Great to see a play challenging gender stereotypes but doing it in a way that is both fun and considered
Jess (Alice Pitt-Carter) is nearly 30, lives with her boyfriend Taj and has an unstimulating office job.
It's an ordinary life, one she feels she is sleepwalking through and frustration grows about the question of when she and Taj are going to get married and have children.
Taj has leanings in that direction (it's not that play) the problem is that Jess doesn't.
Life changing decision
And while she is wrestling with that conundrum, she decides to join a post-punk band but before her first gig, she has to make a life-changing decision.
Written by Lydia Rynne, Hear Me Howl is peppered with references to culture contemporary to the 30-somethings and bubbles with quips and funny observation while handling issues such as pregnancy and abortion with sensitivity and insight.
It's a play that refreshingly challenges sex-role stereotypes by highlighting the pressures, frustrations and dilemmas faced by women who don't necessarily want to follow society's prescribed path.
Moments of tenderness
There are moments of tenderness and poignancy - Rynne avoids presenting the usual sort of antagonistic mother-daughter relationship - but it builds to a blistering drum beat of female empowerment and liberation.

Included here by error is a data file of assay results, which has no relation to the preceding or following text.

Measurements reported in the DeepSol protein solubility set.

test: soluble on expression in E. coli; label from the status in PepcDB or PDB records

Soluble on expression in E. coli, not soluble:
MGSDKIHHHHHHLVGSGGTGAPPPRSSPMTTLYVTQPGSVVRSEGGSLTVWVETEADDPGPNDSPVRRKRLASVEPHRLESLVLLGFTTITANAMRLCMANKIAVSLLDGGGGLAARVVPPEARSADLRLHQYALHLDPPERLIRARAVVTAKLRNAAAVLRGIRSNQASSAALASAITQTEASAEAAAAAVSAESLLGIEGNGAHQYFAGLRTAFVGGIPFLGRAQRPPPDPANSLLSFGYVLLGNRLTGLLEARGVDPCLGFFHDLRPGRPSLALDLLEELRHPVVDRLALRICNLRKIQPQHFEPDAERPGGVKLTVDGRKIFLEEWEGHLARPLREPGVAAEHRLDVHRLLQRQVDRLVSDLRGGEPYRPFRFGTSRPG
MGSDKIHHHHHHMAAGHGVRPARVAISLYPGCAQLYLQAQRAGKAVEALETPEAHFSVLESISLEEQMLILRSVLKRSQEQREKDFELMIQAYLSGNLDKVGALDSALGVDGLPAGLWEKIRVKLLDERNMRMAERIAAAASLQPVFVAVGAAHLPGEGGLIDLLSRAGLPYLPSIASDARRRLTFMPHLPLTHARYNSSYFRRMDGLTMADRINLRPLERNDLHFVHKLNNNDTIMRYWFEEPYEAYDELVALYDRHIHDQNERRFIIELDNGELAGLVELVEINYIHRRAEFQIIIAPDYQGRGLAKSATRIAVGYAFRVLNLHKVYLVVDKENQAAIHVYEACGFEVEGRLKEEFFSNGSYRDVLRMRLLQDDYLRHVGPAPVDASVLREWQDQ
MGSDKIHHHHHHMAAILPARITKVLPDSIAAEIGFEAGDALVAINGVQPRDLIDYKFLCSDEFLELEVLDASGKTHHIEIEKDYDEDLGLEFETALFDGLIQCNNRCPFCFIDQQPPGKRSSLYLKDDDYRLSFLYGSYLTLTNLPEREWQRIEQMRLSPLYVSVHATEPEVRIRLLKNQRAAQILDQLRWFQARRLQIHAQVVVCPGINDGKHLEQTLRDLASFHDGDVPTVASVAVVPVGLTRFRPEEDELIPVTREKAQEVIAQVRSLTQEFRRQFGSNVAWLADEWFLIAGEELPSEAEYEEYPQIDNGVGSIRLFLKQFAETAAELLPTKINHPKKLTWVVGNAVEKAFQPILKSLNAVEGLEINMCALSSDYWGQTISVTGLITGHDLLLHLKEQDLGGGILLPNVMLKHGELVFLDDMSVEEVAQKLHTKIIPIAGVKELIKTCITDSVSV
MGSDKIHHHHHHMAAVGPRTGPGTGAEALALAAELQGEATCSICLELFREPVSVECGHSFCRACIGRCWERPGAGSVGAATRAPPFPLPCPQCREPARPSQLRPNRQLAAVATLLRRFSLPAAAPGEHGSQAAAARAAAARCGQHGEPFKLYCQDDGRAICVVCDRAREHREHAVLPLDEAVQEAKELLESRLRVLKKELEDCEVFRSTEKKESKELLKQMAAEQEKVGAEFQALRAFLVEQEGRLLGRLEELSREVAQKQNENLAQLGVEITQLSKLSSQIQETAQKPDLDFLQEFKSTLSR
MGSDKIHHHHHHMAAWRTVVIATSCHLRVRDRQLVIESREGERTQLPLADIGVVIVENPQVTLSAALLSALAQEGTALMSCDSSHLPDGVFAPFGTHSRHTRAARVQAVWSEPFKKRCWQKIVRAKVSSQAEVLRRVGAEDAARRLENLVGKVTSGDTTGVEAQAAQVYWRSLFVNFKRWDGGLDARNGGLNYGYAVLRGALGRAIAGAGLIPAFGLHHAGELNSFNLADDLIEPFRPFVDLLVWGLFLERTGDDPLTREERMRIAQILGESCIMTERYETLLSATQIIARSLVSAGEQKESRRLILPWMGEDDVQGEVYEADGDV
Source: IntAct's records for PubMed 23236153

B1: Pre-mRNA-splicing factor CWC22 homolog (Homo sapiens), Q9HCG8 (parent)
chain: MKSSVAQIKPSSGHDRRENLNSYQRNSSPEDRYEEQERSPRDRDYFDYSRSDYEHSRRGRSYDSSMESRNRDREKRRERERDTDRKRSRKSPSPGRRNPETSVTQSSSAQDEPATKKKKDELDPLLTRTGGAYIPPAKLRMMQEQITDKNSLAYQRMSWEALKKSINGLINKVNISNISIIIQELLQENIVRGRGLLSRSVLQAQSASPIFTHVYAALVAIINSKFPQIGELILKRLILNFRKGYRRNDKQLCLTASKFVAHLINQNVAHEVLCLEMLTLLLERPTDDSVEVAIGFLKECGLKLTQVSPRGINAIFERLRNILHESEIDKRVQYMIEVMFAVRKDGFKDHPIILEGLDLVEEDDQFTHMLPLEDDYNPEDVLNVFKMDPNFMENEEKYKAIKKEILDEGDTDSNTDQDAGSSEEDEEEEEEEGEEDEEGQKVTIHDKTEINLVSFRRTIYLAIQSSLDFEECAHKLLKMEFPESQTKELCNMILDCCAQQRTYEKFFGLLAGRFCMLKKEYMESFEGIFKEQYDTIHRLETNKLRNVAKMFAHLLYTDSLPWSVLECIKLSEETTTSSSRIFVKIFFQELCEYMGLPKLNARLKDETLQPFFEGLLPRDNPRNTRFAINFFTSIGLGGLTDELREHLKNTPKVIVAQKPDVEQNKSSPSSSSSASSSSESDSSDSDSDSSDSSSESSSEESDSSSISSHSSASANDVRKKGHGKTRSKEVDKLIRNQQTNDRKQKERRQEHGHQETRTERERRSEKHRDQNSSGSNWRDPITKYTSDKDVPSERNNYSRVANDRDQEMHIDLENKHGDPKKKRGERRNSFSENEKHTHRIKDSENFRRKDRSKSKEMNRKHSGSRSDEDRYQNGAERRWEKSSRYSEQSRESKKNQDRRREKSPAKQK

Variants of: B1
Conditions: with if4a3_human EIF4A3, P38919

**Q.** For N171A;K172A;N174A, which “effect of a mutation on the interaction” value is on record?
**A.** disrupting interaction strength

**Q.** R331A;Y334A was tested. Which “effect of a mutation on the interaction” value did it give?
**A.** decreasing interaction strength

I wanted to pick up drumsticks and join a post-punk band myself, instead, I left the theatre nodding along to some Pearl Jam on my iPod.
Great to see a play challenging gender stereotypes of this nature but doing it in a way that is both fun and considered, I'm giving it ⭐️⭐️⭐️⭐️⭐️.
It's 70 minutes long and is at the Old Red Lion Theatre until September 29.
Fringe theatre: The Political History of Smack and Crack, Soho Theatre - witty, blunt and poetic.
West End: Misty, Trafalgar Studios - putting the pulse back into the West End
From the archive: Tom Hiddleston takes a shower on stage in Coriolanus.